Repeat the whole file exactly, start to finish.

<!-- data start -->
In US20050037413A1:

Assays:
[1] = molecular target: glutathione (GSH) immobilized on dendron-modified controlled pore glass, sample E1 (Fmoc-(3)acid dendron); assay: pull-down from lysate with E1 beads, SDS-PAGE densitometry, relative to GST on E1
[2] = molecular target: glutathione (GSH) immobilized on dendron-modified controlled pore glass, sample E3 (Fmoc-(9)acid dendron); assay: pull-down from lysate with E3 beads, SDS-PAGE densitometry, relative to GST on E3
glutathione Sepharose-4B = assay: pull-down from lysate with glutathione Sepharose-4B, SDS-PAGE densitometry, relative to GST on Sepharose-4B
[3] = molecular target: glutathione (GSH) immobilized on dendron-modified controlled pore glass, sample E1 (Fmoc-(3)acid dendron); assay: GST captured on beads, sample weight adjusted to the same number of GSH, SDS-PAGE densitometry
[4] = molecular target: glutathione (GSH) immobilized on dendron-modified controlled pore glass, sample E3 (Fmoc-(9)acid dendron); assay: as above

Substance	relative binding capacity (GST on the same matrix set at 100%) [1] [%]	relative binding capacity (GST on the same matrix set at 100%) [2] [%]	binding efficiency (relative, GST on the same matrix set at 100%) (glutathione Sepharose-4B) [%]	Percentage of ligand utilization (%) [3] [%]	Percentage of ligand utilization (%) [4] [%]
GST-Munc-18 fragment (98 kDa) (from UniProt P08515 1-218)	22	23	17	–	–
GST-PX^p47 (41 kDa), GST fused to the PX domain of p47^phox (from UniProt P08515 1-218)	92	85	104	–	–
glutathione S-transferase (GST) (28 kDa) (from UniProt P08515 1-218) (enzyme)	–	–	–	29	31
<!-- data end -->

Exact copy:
In US20050037413A1:

Assays:
[1] = molecular target: glutathione (GSH) immobilized on dendron-modified controlled pore glass, sample E1 (Fmoc-(3)acid dendron); assay: pull-down from lysate with E1 beads, SDS-PAGE densitometry, relative to GST on E1
[2] = molecular target: glutathione (GSH) immobilized on dendron-modified controlled pore glass, sample E3 (Fmoc-(9)acid dendron); assay: pull-down from lysate with E3 beads, SDS-PAGE densitometry, relative to GST on E3
glutathione Sepharose-4B = assay: pull-down from lysate with glutathione Sepharose-4B, SDS-PAGE densitometry, relative to GST on Sepharose-4B
[3] = molecular target: glutathione (GSH) immobilized on dendron-modified controlled pore glass, sample E1 (Fmoc-(3)acid dendron); assay: GST captured on beads, sample weight adjusted to the same number of GSH, SDS-PAGE densitometry
[4] = molecular target: glutathione (GSH) immobilized on dendron-modified controlled pore glass, sample E3 (Fmoc-(9)acid dendron); assay: as above

Substance	relative binding capacity (GST on the same matrix set at 100%) [1] [%]	relative binding capacity (GST on the same matrix set at 100%) [2] [%]	binding efficiency (relative, GST on the same matrix set at 100%) (glutathione Sepharose-4B) [%]	Percentage of ligand utilization (%) [3] [%]	Percentage of ligand utilization (%) [4] [%]
GST-Munc-18 fragment (98 kDa) (from UniProt P08515 1-218)	22	23	17	–	–
GST-PX^p47 (41 kDa), GST fused to the PX domain of p47^phox (from UniProt P08515 1-218)	92	85	104	–	–
glutathione S-transferase (GST) (28 kDa) (from UniProt P08515 1-218) (enzyme)	–	–	–	29	31